Zero Tolerance Of Intolerance
The epidemic of returning awards given by Sahitya Akademi and other organizations as tokens of protest began with the murder of a writer in Karnataka. Two other writers, Pansare and Dabholkar, were killed in Maharashtra. All hell broke out. Indian and foreign media, which have a history of not waiting for details, shouted from housetops that there is an atmosphere of intolerance in the country and in not so subtle terms suggested that they were the work of Hindu groups. Through endless repetition, the Indian media, using such terms like hardcore, right wing, militant, saffron and majoritarian, pointed at the Hindu society as the source of intolerance.
Right-thinking people have stopped taking these award-spurners seriously. This is a healthy trend because intolerance of any kind, intellectual or otherwise, cannot be tolerated. One doubt, however. How do illiterate protestors who won no awards protest? The intellectuals know what violence they will unleash by writing, for instance, that Sita had lusted after Lakshmana. Who takes the responsibility for the damage the violence does to human life and property? If you want to have your way, the mob will demand to have its way.
There is too much arrogance in the notion that attaches primacy to the freedom of expression of an artist or writer at the expense of society. Maybe, they have returned the awards because in their humility they believed they didn’t deserve the awards as did some littérateurs some years ago.
Intolerance is not a new feature of Indian society. Neither is tolerance of intolerance. There is a long tradition of tolerance in the country that unwittingly condoned intolerance. A foot soldier of an Islamist outfit, Popular Front of India, chopped off last year the right hand of T.J.Joseph, a Kochi professor, because he had prepared a question paper with alleged derogatory references to Prophet Muhammad. The Christian college where he was a professor not only tolerated PFI’s surgical protest but sacked the professor because he had hurt religious sentiments. Nobody shed a tear for the Christian shaheed.
Nehru’s grandson Rajiv Gandhi mobilized a two-thirds majority of members present in each house of Parliament to amend Ambedkar’s constitution just to deny Muslim women the benefit of an alternative remedy outside their personal law available to them through a Supreme Court judgment in Shah Bano case. The intellectuals, Rajiv’s mother’s faithful ideologues, gagged themselves. The Muslim orthodoxy raised the noise necessary to compel Rajiv to amend the law.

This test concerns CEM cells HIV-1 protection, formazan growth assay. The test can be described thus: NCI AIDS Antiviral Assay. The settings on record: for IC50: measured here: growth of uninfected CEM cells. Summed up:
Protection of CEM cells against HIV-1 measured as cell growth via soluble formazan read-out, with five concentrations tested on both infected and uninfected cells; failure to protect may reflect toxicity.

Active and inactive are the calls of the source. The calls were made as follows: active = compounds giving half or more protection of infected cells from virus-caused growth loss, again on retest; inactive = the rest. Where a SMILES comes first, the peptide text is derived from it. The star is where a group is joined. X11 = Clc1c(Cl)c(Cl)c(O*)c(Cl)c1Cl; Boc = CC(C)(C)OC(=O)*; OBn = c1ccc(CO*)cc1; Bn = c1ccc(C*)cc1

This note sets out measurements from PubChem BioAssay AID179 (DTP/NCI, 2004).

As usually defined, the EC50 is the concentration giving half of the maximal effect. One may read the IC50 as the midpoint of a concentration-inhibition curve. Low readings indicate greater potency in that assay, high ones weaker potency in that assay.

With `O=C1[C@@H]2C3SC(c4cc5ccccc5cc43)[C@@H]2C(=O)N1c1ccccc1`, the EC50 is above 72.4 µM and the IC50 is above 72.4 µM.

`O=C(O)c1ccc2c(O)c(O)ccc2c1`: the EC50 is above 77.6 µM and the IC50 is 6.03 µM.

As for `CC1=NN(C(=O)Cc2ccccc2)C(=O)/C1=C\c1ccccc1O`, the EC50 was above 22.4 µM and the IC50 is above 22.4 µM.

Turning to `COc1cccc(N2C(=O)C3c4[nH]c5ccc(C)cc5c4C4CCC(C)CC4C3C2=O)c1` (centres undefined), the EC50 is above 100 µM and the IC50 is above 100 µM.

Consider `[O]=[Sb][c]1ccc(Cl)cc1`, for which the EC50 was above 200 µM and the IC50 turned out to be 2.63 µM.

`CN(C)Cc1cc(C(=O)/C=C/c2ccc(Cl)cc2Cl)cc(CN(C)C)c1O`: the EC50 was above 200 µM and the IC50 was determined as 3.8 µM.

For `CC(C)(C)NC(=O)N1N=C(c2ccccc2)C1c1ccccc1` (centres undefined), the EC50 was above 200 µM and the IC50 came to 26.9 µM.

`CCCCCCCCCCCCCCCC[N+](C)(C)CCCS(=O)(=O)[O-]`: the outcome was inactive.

Muslim clergy won another trophy when Rajiv Gandhi banned Salman Rushdie’s The Satanic Verses. Rushdie might be Nobel Prize material. Not for everyone. When he wrote his The Satanic Verses, the Ayatollah of Iran passed a death sentence on him. Every believer was asked to attempt to kill him. On February 24, 1989, at least 12 people were killed and 40 wounded when the police fired at Muslims rioting in Bombay asking the government to ban the novel. Was it fair to ask Rajiv to sacrifice his vote bank when an election was shortly due? Succumbing to the intimidation of the mob, Rajiv Gandhi, promptly banned the book. Poor Rushdie is without a home in “the beloved country of my birth.” Intellectuals in the country pretended they didn’t know of the ban.
Again the mob had its way. Rushdie was advised not to participate in the Jaipur and Kolkata Literary Festivals because the Festival authorities were alerted of a threat to his life. Not a whimper from the intellectuals who were happy to shine at the festivals in his absence.
Bangladeshi writer Taslima Nasreen, author of Lajja and Dwikhandito, was assaulted in the presence of loquacious intellectuals in Hyderabad where she received a death sentence also. There was hardly any protest.
One prominent Muslim who suffered for supporting Rushdie by protesting against the ban, was Mushir-ul-Hasan, pro-vice-chancellor of Jamia Millia Islamia, the Muslim university of Delhi. He told an interviewer: “I think the ban should be lifted. I think every person has a right to be heard and to be read.” He took care to deny any sympathy for the book’s contents. Overnight, he became the object of a vicious campaign by most students and some professors at Jamia Millia. Though he buckled, apologizing and saying he never meant to demand the lifting of the ban, he had to stay away from his own university. The day he showed up again, he was beaten up badly. Once again the intellectuals tolerated intolerance.
Is the assault on Taslima Nasreen and Mashir-ul Hasan a tribute to tolerance? Is the mindless violence that compelled Rajiv Gandhi to ban The Satanic Verses a glorious example of tolerance? Are the Sikh killings a consequence of a spirit of tolerance? Are the riots that forced Rajiv Gandhi to amend the Constitution to deny Muslim women the benefit of Shah Bano judgment a manifestation of tolerance? Do you call the amputation of Joseph’s right hand an act of tolerance? A form of degenerate and perverted secularism is behind this uproar about intolerance. A Hindi saying comes to my mind: Ulta chor kotwal ko danta.
These intellectuals have wronged the Muslim community, preventing their assimilation in the mainstream. These intellectuals thrive on discontent and hatred. The consequence of negating the Shah Bano judgment is to concede the right of a small group of Muslims to operate outside of the law of the land, oust the authority of the judiciary – all for a fistful of votes. The ban on beef is a mistake. That does not justify the growing tolerance of religious fervor.